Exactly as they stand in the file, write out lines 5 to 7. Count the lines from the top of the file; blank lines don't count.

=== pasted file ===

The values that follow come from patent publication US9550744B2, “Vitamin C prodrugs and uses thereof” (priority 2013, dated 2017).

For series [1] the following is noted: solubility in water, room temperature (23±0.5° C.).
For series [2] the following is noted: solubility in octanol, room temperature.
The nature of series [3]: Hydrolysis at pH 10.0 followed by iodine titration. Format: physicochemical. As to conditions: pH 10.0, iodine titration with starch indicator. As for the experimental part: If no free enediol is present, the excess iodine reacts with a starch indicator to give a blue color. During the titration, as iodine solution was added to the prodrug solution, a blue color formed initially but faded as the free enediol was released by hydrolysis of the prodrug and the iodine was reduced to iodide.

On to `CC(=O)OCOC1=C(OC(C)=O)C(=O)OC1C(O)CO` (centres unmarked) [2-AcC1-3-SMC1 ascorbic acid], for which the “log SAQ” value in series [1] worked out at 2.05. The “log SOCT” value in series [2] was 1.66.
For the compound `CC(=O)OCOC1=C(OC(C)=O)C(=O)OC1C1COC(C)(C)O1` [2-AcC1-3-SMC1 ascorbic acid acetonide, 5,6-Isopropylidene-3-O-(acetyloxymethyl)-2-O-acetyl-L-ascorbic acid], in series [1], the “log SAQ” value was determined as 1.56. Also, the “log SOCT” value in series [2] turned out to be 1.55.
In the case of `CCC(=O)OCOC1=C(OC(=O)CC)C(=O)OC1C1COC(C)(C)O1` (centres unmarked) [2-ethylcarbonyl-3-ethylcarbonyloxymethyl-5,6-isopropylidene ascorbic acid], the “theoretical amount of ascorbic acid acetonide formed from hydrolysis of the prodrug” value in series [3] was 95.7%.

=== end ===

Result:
On to `CC(=O)OCOC1=C(OC(C)=O)C(=O)OC1C(O)CO` (centres unmarked) [2-AcC1-3-SMC1 ascorbic acid], for which the “log SAQ” value in series [1] worked out at 2.05. The “log SOCT” value in series [2] was 1.66.
For the compound `CC(=O)OCOC1=C(OC(C)=O)C(=O)OC1C1COC(C)(C)O1` [2-AcC1-3-SMC1 ascorbic acid acetonide, 5,6-Isopropylidene-3-O-(acetyloxymethyl)-2-O-acetyl-L-ascorbic acid], in series [1], the “log SAQ” value was determined as 1.56. Also, the “log SOCT” value in series [2] turned out to be 1.55.
In the case of `CCC(=O)OCOC1=C(OC(=O)CC)C(=O)OC1C1COC(C)(C)O1` (centres unmarked) [2-ethylcarbonyl-3-ethylcarbonyloxymethyl-5,6-isopropylidene ascorbic acid], the “theoretical amount of ascorbic acid acetonide formed from hydrolysis of the prodrug” value in series [3] was 95.7%.